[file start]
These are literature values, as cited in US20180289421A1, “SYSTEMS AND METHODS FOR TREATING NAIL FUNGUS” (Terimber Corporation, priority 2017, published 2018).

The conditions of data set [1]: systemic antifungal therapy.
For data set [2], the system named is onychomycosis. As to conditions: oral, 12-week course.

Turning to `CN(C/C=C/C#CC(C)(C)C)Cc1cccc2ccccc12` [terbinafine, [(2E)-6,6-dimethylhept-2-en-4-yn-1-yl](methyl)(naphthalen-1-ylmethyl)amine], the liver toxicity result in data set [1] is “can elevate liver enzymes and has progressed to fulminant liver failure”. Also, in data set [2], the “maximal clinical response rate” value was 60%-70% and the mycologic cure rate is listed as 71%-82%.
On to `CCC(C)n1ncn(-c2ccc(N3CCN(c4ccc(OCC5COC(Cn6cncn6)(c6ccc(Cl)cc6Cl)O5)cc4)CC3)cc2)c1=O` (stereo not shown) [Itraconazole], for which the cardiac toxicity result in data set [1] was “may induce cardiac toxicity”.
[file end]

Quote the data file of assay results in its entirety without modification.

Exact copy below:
These are literature values, as cited in US20180289421A1, “SYSTEMS AND METHODS FOR TREATING NAIL FUNGUS” (Terimber Corporation, priority 2017, published 2018).

The conditions of data set [1]: systemic antifungal therapy.
For data set [2], the system named is onychomycosis. As to conditions: oral, 12-week course.

Turning to `CN(C/C=C/C#CC(C)(C)C)Cc1cccc2ccccc12` [terbinafine, [(2E)-6,6-dimethylhept-2-en-4-yn-1-yl](methyl)(naphthalen-1-ylmethyl)amine], the liver toxicity result in data set [1] is “can elevate liver enzymes and has progressed to fulminant liver failure”. Also, in data set [2], the “maximal clinical response rate” value was 60%-70% and the mycologic cure rate is listed as 71%-82%.
On to `CCC(C)n1ncn(-c2ccc(N3CCN(c4ccc(OCC5COC(Cn6cncn6)(c6ccc(Cl)cc6Cl)O5)cc4)CC3)cc2)c1=O` (stereo not shown) [Itraconazole], for which the cardiac toxicity result in data set [1] was “may induce cardiac toxicity”.